Thanks to the recent expansion of HIV/AIDS services conducted by the United Nations migration agency, some 171,000 civilians and their host communities have gained benefit from these health facilities in South Sudan.
“The expansion of services is a crucial development in South Sudan, where internally displaced persons, such as those living in the PoC [Protection of Civilian] sites, are among key populations that are considered to be at higher-risk of contracting HIV/AIDS,” Salma Taher, Global Fund Project Officer of the UN International Organization for Migration (IOM), explained the significance of this roll out.
Last year, along with tuberculosis, HIV/AIDS was one of the leading causes of mortality in the PoC sites, where people are often unable to access to health facilities outside the sites due to safety or weak infrastructure.
Since the roll out began, at protection sites in Bentiu, Malakal and Wau, in July, IOM has tested 213 people, with 16 testing positive and enrolling in antiretroviral treatment.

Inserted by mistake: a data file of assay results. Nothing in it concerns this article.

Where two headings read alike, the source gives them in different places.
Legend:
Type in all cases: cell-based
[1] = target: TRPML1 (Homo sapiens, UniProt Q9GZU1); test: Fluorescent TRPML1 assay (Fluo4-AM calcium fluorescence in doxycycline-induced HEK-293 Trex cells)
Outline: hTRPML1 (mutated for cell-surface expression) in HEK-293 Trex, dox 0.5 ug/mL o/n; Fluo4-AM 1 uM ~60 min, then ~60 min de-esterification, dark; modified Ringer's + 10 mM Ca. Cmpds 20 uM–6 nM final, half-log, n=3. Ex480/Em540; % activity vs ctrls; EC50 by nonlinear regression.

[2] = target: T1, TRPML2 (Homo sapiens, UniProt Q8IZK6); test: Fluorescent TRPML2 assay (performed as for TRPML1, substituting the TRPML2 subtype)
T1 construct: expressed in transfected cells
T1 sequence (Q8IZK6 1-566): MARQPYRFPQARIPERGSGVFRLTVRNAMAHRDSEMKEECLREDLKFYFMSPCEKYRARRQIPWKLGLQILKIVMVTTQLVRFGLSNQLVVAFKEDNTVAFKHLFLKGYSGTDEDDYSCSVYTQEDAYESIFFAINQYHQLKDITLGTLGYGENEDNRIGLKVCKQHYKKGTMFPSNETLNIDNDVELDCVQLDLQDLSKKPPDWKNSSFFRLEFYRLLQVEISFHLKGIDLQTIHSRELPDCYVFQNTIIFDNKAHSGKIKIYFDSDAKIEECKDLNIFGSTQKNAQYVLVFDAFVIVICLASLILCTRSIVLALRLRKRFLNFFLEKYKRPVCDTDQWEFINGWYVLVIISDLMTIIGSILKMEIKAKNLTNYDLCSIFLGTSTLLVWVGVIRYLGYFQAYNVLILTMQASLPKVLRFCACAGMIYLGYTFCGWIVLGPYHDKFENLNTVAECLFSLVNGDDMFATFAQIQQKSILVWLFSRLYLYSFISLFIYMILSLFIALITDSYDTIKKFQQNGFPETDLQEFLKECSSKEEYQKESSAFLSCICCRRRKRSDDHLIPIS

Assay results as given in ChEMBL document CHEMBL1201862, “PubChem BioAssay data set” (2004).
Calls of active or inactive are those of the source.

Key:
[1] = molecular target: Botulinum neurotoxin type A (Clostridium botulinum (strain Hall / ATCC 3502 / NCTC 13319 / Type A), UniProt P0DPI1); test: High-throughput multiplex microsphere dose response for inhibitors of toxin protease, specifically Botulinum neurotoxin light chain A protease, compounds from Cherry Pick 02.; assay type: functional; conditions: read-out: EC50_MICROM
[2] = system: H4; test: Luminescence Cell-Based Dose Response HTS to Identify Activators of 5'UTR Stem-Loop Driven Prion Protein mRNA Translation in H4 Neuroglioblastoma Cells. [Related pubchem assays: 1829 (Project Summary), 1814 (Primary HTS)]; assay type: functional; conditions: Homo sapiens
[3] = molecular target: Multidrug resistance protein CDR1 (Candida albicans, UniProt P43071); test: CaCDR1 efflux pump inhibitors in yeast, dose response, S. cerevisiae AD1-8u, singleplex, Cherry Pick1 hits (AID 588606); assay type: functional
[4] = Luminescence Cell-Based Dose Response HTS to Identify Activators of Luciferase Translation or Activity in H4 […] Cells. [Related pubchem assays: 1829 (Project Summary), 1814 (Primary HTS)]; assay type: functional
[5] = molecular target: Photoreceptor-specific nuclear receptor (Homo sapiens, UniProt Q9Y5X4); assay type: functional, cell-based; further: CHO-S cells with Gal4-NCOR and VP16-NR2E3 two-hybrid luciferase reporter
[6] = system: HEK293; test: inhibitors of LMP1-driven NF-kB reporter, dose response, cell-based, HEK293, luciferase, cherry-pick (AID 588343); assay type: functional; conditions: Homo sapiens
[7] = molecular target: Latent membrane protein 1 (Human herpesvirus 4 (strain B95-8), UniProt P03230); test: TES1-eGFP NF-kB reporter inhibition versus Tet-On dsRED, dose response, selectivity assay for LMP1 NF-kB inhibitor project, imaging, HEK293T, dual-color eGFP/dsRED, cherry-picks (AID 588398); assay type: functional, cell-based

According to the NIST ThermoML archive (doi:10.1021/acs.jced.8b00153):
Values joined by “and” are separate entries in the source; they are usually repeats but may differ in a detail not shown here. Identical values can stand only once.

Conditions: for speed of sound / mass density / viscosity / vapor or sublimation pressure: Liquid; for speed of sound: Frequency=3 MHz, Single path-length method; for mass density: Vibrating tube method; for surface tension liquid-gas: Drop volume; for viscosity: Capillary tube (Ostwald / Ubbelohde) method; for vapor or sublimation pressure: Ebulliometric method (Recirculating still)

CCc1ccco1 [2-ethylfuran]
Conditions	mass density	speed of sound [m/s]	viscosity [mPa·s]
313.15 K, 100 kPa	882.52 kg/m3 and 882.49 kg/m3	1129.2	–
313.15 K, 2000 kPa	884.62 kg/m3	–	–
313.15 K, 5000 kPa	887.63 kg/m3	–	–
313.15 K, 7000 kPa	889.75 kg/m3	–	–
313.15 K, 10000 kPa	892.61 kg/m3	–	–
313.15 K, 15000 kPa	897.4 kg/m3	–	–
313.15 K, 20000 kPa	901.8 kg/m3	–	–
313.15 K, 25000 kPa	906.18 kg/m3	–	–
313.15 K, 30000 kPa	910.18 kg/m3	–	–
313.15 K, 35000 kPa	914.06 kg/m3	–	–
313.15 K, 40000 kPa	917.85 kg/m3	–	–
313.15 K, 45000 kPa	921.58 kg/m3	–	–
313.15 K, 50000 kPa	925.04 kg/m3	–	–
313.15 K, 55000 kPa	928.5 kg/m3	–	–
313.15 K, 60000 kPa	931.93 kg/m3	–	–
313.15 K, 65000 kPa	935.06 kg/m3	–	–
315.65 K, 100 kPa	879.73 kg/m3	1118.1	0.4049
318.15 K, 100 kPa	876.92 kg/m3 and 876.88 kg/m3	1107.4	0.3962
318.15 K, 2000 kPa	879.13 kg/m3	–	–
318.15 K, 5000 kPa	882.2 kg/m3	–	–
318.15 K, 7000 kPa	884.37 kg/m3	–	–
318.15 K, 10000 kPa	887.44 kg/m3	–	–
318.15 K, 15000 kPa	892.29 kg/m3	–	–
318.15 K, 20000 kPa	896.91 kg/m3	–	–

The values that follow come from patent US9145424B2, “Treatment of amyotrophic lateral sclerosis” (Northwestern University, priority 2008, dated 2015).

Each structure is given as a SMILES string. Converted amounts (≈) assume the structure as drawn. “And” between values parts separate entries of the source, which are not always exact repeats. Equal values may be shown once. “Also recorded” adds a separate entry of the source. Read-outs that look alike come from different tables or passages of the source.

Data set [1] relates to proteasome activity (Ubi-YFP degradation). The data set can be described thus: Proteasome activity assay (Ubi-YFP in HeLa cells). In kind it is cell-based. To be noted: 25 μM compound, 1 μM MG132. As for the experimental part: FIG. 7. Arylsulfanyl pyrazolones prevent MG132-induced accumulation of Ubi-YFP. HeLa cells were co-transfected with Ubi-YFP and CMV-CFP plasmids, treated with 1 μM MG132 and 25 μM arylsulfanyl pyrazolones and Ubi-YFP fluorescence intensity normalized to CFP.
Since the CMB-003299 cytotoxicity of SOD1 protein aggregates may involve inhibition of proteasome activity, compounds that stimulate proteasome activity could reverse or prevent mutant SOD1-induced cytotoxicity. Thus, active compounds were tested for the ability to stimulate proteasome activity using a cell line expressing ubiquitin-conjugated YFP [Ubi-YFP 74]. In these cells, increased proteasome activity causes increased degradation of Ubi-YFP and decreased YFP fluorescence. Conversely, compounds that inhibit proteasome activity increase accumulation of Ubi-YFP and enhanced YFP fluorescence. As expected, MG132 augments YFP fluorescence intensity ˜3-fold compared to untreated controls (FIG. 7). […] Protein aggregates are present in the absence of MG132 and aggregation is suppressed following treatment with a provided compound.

With timely diagnosis and antiretroviral treatment, the life expectancy of HIV-positive patients has been proven to improve substantially, for about an additional 10 years, according to a recent study.
The new comprehensive services are made possible for the broader public visiting the sites, rather than previously just services for pregnant mothers.
Moreover, HIV/AIDS awareness-raising campaigns are carried out, and hundreds of peer counselors are being trained across the country.
Mental health and psychosocial support are also provided to people living with HIV/AIDS and those affected by gender-based violence.
This expansion of health services is a joint effort of IOM, the UN Development Fund, and the Global Fund to Fight AIDS, Tuberculous and Malaria.